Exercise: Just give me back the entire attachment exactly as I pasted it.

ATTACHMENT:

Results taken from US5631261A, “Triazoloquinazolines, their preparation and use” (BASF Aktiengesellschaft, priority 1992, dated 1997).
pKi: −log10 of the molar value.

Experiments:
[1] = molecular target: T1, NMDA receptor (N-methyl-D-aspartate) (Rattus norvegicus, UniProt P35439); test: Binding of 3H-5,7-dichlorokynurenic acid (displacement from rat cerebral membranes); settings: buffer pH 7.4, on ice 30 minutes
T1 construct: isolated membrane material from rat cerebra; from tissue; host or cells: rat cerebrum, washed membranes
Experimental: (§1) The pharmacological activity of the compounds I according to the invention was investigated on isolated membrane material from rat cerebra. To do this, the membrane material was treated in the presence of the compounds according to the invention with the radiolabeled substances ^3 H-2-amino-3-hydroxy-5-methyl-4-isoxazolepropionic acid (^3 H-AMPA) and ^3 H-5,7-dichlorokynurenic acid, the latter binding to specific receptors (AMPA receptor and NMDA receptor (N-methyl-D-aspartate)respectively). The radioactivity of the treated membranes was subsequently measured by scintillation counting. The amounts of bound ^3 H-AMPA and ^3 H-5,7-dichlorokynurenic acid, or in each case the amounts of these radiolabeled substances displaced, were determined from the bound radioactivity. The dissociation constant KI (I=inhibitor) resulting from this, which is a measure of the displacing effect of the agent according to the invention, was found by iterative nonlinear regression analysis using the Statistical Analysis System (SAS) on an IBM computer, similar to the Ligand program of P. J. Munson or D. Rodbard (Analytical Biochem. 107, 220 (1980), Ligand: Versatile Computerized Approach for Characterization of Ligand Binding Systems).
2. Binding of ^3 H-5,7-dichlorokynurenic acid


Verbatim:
Results taken from US5631261A, “Triazoloquinazolines, their preparation and use” (BASF Aktiengesellschaft, priority 1992, dated 1997).
pKi: −log10 of the molar value.

Experiments:
[1] = molecular target: T1, NMDA receptor (N-methyl-D-aspartate) (Rattus norvegicus, UniProt P35439); test: Binding of 3H-5,7-dichlorokynurenic acid (displacement from rat cerebral membranes); settings: buffer pH 7.4, on ice 30 minutes
T1 construct: isolated membrane material from rat cerebra; from tissue; host or cells: rat cerebrum, washed membranes
Experimental: (§1) The pharmacological activity of the compounds I according to the invention was investigated on isolated membrane material from rat cerebra. To do this, the membrane material was treated in the presence of the compounds according to the invention with the radiolabeled substances ^3 H-2-amino-3-hydroxy-5-methyl-4-isoxazolepropionic acid (^3 H-AMPA) and ^3 H-5,7-dichlorokynurenic acid, the latter binding to specific receptors (AMPA receptor and NMDA receptor (N-methyl-D-aspartate)respectively). The radioactivity of the treated membranes was subsequently measured by scintillation counting. The amounts of bound ^3 H-AMPA and ^3 H-5,7-dichlorokynurenic acid, or in each case the amounts of these radiolabeled substances displaced, were determined from the bound radioactivity. The dissociation constant KI (I=inhibitor) resulting from this, which is a measure of the displacing effect of the agent according to the invention, was found by iterative nonlinear regression analysis using the Statistical Analysis System (SAS) on an IBM computer, similar to the Ligand program of P. J. Munson or D. Rodbard (Analytical Biochem. 107, 220 (1980), Ligand: Versatile Computerized Approach for Characterization of Ligand Binding Systems).
2. Binding of ^3 H-5,7-dichlorokynurenic acid